* In another editorial over the weekend, the Post said part of the nationwide Republican wave last week was due to “the belief that the federal government was becoming too intrusive.” The paper says the GOP should stick to this principle when it comes to D.C. issues: “Instead of meddling -- as they have done in the past -- with Washington’s local concerns, Republicans, once they take over the House in January, should respect the right of D.C. residents to govern themselves.”
* Once-but-not-future Maryland governor Bob Ehrlich called into his wife’s WBAL radio show Saturday morning to thank supporters and say he has no regrets about trying to reclaim his office from Gov. Martin O’Malley. But neither Ehrlich -- ex-candidate Bob nor radio host Kendel -- brought up the controversy over an Election Day afternoon robocall to Democrats suggesting that they stay home because Democrats were already winning: “We’re OK. Relax. Everything is fine.”
The Post reports Ehrlich campaign aide Julius Henson took responsibility for the call, which went out to more than 50,000 voters, on Friday, but said it was misunderstood. Henson, a former Democratic operative, said, “The call was designed to have people who would have gone to vote for Bob Ehrlich to go out and vote for him.”
But everything was indeed fine for Maryland Democrats, and the call did not scare Ehrlich supporters enough to get them to the polls. In fact, after this latest GOP defeat, some Maryland Republicans are declaring the state party dead. Former Montgomery County Republican councilmember Nancy Dacek told the Washington Examiner, “The trend in Maryland is that this is a totally blue state. There’s really no point in voting.”
* Rep. Chris Van Hollen was re-elected by a three-to-one margin last week, but the Post’s Chris Cillizza still gives the Maryland Democrat his “Worst Week in Washington” non-honor. Why? Van Hollen heads the Democratic Congressional Campaign Committee, and was responsible for getting his colleagues re-elected and expanding the Democratic majority last week. In 2008, his rookie year heading the committee, Van Hollen won his party a net gain of 21 seats, many of them in districts won by John McCain the same day. But even though he knew 2010 would be bad for Democrats, Van Hollen had to spend the fall saying with a straight face that the party would be fine. Now Democrats have lost at least 60 seats, and Van Hollen may be squeezed out of the House leadership altogether.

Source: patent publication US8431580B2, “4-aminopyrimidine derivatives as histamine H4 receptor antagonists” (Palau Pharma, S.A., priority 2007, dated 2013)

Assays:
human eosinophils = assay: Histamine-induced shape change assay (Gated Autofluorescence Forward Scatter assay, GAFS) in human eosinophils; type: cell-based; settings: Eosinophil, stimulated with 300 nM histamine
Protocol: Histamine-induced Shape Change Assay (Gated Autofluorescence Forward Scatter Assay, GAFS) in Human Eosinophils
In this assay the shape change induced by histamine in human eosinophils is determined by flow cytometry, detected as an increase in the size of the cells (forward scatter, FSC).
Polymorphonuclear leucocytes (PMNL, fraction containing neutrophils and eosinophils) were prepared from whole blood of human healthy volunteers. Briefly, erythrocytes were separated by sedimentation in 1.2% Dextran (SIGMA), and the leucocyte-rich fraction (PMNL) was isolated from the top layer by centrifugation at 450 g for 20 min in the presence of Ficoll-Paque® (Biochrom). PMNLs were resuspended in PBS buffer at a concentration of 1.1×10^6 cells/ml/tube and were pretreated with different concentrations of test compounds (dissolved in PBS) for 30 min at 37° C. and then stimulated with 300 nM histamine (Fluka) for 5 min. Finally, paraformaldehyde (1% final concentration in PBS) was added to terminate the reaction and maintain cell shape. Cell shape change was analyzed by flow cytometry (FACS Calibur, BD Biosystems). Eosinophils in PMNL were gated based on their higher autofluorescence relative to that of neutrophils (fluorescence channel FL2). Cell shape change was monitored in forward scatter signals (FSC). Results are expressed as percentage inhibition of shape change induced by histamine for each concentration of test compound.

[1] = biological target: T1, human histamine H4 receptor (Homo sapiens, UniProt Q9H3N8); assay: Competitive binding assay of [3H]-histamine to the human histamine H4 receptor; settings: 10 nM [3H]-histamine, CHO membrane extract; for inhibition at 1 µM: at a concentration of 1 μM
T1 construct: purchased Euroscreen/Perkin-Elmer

* The Examiner reports that CASA in Action, “the political wing of CASA de Maryland,” spent $35,000 during the past election cycle in support of candidates who back its immigration agenda. The group “attempted to call every Latino voter, up to three times each, in Montgomery and Prince George’s counties and portions of Baltimore City and Carroll County,” and knocked on doors throughout the region. But critics say CASA de Maryland, which will receive nearly $2.1 million this fiscal year from local governments for its service programs, should stay out of political campaigns.
* DCist reports that Metro’s decision to inspect all 588 of its escalators means repair work will be put on hold for about a week.
* WTOP says the District’s new high-tech parking meters are working out so well that DDOT is installing more than a thousand more of them throughout the city. The solar-powered meters accept credit and debit cards as well as coins.
* If you’ve always wanted to be a political cartoonist, and have something to say about Rockville or its government, Rockville Central wants you.
Follow P.J. Orvetti on Twitter at @PJOinDC